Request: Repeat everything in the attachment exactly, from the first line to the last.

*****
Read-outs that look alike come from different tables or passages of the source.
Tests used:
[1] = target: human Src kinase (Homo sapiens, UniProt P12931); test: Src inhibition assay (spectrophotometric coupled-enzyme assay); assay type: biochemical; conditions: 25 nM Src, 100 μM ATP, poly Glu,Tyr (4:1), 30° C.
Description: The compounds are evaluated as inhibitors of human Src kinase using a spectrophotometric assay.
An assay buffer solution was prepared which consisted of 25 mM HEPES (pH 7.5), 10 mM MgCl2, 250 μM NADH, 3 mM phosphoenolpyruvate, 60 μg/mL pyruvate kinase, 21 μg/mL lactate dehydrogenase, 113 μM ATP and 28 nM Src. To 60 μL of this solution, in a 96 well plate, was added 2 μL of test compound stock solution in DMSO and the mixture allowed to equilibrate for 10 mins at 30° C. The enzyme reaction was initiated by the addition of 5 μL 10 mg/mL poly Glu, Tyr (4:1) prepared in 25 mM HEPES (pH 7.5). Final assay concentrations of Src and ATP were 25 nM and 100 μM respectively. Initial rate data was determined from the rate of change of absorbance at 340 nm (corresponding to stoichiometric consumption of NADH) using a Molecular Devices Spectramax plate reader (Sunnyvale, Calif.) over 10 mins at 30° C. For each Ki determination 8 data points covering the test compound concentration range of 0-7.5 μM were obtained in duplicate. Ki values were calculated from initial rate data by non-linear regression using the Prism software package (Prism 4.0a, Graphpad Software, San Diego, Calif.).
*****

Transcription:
Read-outs that look alike come from different tables or passages of the source.
Tests used:
[1] = target: human Src kinase (Homo sapiens, UniProt P12931); test: Src inhibition assay (spectrophotometric coupled-enzyme assay); assay type: biochemical; conditions: 25 nM Src, 100 μM ATP, poly Glu,Tyr (4:1), 30° C.
Description: The compounds are evaluated as inhibitors of human Src kinase using a spectrophotometric assay.
An assay buffer solution was prepared which consisted of 25 mM HEPES (pH 7.5), 10 mM MgCl2, 250 μM NADH, 3 mM phosphoenolpyruvate, 60 μg/mL pyruvate kinase, 21 μg/mL lactate dehydrogenase, 113 μM ATP and 28 nM Src. To 60 μL of this solution, in a 96 well plate, was added 2 μL of test compound stock solution in DMSO and the mixture allowed to equilibrate for 10 mins at 30° C. The enzyme reaction was initiated by the addition of 5 μL 10 mg/mL poly Glu, Tyr (4:1) prepared in 25 mM HEPES (pH 7.5). Final assay concentrations of Src and ATP were 25 nM and 100 μM respectively. Initial rate data was determined from the rate of change of absorbance at 340 nm (corresponding to stoichiometric consumption of NADH) using a Molecular Devices Spectramax plate reader (Sunnyvale, Calif.) over 10 mins at 30° C. For each Ki determination 8 data points covering the test compound concentration range of 0-7.5 μM were obtained in duplicate. Ki values were calculated from initial rate data by non-linear regression using the Prism software package (Prism 4.0a, Graphpad Software, San Diego, Calif.).